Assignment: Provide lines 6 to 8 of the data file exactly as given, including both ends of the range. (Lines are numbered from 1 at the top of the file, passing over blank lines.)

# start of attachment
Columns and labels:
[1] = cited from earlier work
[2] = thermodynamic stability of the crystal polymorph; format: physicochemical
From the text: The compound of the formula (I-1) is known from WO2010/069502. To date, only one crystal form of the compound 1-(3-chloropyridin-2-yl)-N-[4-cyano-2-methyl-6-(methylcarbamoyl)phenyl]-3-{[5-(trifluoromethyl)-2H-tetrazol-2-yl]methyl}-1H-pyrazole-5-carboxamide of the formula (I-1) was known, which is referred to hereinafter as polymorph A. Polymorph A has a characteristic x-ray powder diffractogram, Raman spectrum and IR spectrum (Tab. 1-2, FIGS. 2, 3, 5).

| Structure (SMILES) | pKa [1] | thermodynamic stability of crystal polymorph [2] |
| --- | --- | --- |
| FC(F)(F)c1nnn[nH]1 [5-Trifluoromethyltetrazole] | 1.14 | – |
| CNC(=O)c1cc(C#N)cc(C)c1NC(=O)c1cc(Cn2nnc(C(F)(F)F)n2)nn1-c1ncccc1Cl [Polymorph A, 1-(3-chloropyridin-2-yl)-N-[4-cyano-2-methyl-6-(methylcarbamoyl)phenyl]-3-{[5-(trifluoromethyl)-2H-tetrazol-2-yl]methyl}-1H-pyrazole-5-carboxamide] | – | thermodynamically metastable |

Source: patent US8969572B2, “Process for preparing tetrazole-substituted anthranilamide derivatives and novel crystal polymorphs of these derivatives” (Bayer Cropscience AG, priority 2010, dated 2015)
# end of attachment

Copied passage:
| --- | --- | --- |
| FC(F)(F)c1nnn[nH]1 [5-Trifluoromethyltetrazole] | 1.14 | – |
| CNC(=O)c1cc(C#N)cc(C)c1NC(=O)c1cc(Cn2nnc(C(F)(F)F)n2)nn1-c1ncccc1Cl [Polymorph A, 1-(3-chloropyridin-2-yl)-N-[4-cyano-2-methyl-6-(methylcarbamoyl)phenyl]-3-{[5-(trifluoromethyl)-2H-tetrazol-2-yl]methyl}-1H-pyrazole-5-carboxamide] | – | thermodynamically metastable |